Tuesday, August 30, 2011
Zuzu's mother, Julie, (an earlier link didn't work - so I've re-linked to her blog. She's amazing.) always sends me a thank-you note on a creative card for any small thing I do. Her mother, Sylvie, is also as thoughtful. Seeing a pattern? My friend, Maggie, also sends a lovely note of thanks, sometimes for no special reason. Her daugher sent me a thank you note for her wedding present before the wedding! My mother always insisted that we send thank-you notes for any gift or thoughtful gesture of which we were the recipients. I will admit that I've become rather, er, loosey-goosey about the promptness of my thank-yous. I see now why she insisted that we sit down the same day we received the gift to write our notes, even on Christmas. This seems especially important now that I tend to forget my name by mid-morning.
I did not, unfortunately, have children upon which I could pass down this morsel of good manners. My youngest sister's son was diligent about thanking me for any and every thing I sent or did. Until he hit college age, that is, and got sucked into the whirlwind of social activities, studies, etc. that goes with it. That is fine, as my cut-off date in birthday present giving is 21. My other nephew and niece rarely, if ever, acknowledged a gift. And that is not because my sister did not try to impress upon them the importance of the act. Needless to say, after no acknowledgements, no gifts were forthcoming.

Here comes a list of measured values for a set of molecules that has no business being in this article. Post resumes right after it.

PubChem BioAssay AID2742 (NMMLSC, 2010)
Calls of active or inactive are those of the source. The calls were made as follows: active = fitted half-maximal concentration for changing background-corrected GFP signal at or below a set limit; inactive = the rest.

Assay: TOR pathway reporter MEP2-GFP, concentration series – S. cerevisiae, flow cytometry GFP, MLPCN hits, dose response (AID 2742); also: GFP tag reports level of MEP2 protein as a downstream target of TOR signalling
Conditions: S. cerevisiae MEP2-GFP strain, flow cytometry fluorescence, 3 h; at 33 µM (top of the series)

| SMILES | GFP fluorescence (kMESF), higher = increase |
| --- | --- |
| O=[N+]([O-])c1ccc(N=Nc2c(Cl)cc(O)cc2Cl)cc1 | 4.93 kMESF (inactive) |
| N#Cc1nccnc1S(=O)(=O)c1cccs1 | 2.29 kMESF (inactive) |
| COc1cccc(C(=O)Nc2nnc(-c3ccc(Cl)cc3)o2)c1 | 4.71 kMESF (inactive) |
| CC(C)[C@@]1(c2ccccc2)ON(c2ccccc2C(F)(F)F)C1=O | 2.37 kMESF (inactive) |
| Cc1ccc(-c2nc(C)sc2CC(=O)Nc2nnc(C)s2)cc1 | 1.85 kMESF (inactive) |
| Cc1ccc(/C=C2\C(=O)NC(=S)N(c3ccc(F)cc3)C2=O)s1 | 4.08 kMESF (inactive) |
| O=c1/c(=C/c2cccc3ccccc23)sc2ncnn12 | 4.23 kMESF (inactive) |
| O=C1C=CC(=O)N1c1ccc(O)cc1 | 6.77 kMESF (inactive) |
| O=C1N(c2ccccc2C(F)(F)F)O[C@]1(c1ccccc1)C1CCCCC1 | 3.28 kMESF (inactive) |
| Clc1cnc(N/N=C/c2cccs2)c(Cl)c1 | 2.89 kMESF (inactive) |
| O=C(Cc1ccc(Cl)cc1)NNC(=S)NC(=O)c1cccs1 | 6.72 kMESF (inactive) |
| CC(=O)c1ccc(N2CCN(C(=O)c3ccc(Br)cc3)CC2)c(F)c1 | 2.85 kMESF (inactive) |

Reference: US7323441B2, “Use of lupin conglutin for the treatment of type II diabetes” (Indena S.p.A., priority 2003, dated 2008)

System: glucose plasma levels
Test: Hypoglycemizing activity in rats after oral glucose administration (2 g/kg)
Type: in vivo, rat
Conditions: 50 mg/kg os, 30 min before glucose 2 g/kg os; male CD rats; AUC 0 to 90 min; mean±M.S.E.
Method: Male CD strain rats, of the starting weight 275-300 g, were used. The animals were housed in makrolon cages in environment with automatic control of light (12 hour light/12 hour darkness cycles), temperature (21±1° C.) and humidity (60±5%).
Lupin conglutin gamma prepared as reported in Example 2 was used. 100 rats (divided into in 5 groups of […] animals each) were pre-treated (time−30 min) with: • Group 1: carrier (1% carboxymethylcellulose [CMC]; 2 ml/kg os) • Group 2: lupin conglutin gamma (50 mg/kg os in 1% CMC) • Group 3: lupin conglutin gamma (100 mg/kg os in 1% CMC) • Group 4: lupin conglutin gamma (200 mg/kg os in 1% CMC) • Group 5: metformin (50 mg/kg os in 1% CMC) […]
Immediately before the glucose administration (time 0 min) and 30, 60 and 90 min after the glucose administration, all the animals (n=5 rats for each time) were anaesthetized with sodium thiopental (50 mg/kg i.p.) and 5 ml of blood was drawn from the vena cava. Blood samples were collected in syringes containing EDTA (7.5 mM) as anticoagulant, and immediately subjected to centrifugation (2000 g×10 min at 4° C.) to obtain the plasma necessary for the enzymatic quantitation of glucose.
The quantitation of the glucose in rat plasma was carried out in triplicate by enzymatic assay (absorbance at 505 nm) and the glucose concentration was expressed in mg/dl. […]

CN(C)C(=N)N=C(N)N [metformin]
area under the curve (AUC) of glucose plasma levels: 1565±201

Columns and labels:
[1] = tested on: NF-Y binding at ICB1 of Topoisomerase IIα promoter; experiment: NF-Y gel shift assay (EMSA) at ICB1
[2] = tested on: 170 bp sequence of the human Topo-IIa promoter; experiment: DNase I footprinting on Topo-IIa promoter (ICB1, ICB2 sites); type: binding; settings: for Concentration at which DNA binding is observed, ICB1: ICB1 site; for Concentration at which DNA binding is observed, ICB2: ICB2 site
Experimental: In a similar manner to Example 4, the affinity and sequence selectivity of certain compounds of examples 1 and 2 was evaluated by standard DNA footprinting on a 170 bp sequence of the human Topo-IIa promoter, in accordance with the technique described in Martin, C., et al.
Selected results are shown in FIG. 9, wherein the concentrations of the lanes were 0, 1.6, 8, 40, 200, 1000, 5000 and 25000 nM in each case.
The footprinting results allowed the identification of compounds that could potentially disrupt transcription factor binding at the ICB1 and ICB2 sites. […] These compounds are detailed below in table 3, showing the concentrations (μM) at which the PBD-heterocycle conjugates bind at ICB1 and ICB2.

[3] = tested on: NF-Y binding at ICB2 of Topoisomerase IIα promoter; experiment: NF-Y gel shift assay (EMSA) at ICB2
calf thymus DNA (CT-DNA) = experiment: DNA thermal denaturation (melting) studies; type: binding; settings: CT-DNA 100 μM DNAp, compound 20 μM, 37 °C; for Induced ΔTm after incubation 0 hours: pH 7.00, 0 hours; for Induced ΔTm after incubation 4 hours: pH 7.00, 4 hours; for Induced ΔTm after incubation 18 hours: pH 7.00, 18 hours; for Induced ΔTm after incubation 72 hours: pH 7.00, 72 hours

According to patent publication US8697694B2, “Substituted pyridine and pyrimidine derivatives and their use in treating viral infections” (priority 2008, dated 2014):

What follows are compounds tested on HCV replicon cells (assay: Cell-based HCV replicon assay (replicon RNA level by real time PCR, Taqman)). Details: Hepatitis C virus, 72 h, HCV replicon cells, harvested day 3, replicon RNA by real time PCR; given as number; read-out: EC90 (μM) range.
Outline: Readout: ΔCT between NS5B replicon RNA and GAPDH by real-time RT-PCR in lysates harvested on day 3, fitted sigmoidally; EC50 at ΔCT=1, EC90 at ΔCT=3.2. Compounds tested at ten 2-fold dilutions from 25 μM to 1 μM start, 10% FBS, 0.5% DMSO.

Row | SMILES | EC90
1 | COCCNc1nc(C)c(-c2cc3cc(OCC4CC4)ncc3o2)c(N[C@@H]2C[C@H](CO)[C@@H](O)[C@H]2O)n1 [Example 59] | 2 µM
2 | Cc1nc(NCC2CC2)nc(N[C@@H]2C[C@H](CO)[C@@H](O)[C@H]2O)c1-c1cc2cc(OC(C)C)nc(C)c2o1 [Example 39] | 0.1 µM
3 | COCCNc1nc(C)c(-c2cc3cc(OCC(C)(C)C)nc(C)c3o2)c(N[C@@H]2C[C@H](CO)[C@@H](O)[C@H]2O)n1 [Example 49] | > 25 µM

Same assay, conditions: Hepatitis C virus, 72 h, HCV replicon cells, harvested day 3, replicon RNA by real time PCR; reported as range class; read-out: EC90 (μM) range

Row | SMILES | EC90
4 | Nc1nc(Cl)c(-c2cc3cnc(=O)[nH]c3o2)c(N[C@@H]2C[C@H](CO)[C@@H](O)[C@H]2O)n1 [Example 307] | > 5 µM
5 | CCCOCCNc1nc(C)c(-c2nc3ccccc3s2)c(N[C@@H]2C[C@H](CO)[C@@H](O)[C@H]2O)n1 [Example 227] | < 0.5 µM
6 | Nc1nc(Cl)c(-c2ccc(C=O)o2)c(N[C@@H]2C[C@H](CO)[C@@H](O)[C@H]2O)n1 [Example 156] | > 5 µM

I realize I come from a different point in time. I am from the time before computers, cell phones, email, and instant gratification. (Geez. Also before fax machines, microwaves -- BUT waaay after the Ice Age, in my own defense.) Having good manners made communicating with strangers easier for a shy kid. People were kinder. And then there is the matter of the written communication. And I am not talking email. When you take the time to sit down with pen and paper, your thoughts are more, well, polished. You don't run the risk of firing off something in haste - or in anger - then hitting the send button without stopping to consider what you've written. When you actually have to write it, word by word, it gives you time to think about the person, what you are feeling, and puts a virtual deep breath between writing something potentially hurtful and actually sending it.
Good manners = kindness = compassion = a very good thing.